Magnitude of loadThe magnitude of the load is one of the factors that usually determines the size of the bearing. Generally, roller bearings are able to support heavier loads than similar-sized ball bearings (fig. 1) Bearings with a full complement of rolling elements can accommodate heavier loads than corresponding bearings with a cage. Ball bearings are typically used in applications where loads are light to normal. Roller bearings are used in applications where loads are heavier.
Direction of load
NU and N design cylindrical roller bearings, needle roller bearings and toroidal roller bearings can support pure radial loads only ( fig. 2 ). All other radial bearings can accommodate some axial loads in addition to radial loads (→ Combined loads ).
Thrust ball bearings and four-point contact ball bearings ( fig. 3 ) are suitable for light or normal loads that are purely axial. Single direction thrust ball bearings can accommodate axial loads in one direction only. For axial loads acting in either direction, double direction thrust ball bearings are needed.
Angular contact thrust ball bearings can support normal axial loads at high speeds. Here, the single direction bearings can also accommodate simultaneously acting radial loads, while double direction bearings are normally used only for purely axial loads ( fig. 4 ).
For normal to heavy loads that are purely axial and act in one direction only, needle roller thrust bearings, cylindrical and tapered roller thrust bearings are suitable. Spherical roller thrust bearings ( fig. 5 ) can accommodate axial loads in one direction only as well as radial loads. For heavy alternating axial loads, two cylindrical roller thrust bearings or two spherical roller thrust bearings can be mounted in pairs.
A combined load consists of a radial and axial load acting simultaneously. The ability of a bearing to accommodate an axial load is determined by the contact angle a. The greater the angle, the higher the axial load carrying capacity of the bearing. An indication of this is given by the calculation factor Y, which becomes smaller as the contact angle a increases. The values of the angle a or the factor Y are listed in the relevant product chapter.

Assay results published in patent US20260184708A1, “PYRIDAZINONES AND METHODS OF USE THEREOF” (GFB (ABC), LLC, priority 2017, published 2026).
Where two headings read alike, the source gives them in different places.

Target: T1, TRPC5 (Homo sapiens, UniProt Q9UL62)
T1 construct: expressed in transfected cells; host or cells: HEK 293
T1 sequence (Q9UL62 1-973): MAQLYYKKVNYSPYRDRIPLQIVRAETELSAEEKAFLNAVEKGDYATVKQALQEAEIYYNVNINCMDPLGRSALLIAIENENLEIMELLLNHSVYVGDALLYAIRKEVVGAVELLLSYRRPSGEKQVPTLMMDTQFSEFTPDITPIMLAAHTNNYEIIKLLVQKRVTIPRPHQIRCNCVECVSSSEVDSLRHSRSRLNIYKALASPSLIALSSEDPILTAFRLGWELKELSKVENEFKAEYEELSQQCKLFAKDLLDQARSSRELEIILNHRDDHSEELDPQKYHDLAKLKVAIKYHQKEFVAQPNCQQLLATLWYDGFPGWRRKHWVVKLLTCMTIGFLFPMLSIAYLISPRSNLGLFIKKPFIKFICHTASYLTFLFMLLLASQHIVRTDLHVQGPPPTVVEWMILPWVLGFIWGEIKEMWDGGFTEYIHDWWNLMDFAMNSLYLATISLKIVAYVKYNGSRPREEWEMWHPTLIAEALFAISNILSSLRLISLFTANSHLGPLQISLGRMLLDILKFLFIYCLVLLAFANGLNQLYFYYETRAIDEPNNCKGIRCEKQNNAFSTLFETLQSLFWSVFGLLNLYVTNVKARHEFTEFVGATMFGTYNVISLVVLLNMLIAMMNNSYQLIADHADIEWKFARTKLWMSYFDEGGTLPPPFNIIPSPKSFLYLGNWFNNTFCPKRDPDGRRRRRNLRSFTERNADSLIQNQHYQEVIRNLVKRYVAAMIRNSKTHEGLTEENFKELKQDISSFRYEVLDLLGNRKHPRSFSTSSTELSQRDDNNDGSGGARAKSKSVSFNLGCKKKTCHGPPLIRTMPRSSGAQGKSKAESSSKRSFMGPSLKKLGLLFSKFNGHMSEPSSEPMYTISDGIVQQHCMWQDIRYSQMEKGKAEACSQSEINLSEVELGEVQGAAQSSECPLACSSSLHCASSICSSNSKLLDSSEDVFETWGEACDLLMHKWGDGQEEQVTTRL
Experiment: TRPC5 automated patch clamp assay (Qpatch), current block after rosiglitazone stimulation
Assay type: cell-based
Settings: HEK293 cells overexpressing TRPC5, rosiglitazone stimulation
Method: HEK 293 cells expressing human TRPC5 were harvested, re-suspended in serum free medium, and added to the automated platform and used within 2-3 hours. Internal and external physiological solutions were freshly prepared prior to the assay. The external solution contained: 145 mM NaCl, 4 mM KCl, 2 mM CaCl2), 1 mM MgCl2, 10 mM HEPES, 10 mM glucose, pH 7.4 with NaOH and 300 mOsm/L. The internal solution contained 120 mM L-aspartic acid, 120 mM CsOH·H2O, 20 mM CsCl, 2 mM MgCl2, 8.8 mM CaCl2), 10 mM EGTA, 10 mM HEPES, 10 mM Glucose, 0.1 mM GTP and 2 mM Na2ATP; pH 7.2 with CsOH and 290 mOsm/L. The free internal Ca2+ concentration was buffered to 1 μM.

The axial load carrying capacity of a deep groove ball bearing depends on its internal design and the operational internal clearance (→ Deep groove ball bearings ).
For combined loads, single and double row angular contact ball bearings and single row tapered roller bearings are most commonly used, although deep groove ball bearings and spherical roller bearings are suitable ( fig. 6 ). In addition, self-aligning ball bearings and NJ and NUP design cylindrical roller bearings as well as NJ and NU design cylindrical roller bearings with HJ angle rings can be used for combined loads when the axial component is relatively small ( fig. 7 ).
Single row angular contact ball bearings, single row tapered roller bearings, NJ design cylindrical roller bearings, NU design cylindrical roller bearings with an HJ angle ring and spherical roller thrust bearings can accommodate axial loads in one direction only. For axial loads that alternate direction, these bearings must be combined with a second bearing. For this reason, universally matchable angular contact ball bearings (→ Bearings for universal matching ) and matched sets of tapered roller bearings (→ Matched bearing sets ) are available.
When the axial component of the combined load is significantly large, a second bearing, free of radial load may be necessary. In addition to thrust bearings, some radial bearings, e.g. deep groove ball bearings or four-point contact ball bearings ( fig. 8 ) are suitable. To make sure that the bearing is subjected to a purely axial load, the bearing outer ring must be mounted with radial clearance.
When a load acts eccentrically on a bearing, a tilting moment occurs. Double row bearings, e.g. deep groove and angular contact ball bearings, can accommodate tilting moments, but paired single row angular contact ball bearings and tapered roller bearings arranged back-to-back, are more suitable ( fig. 9 )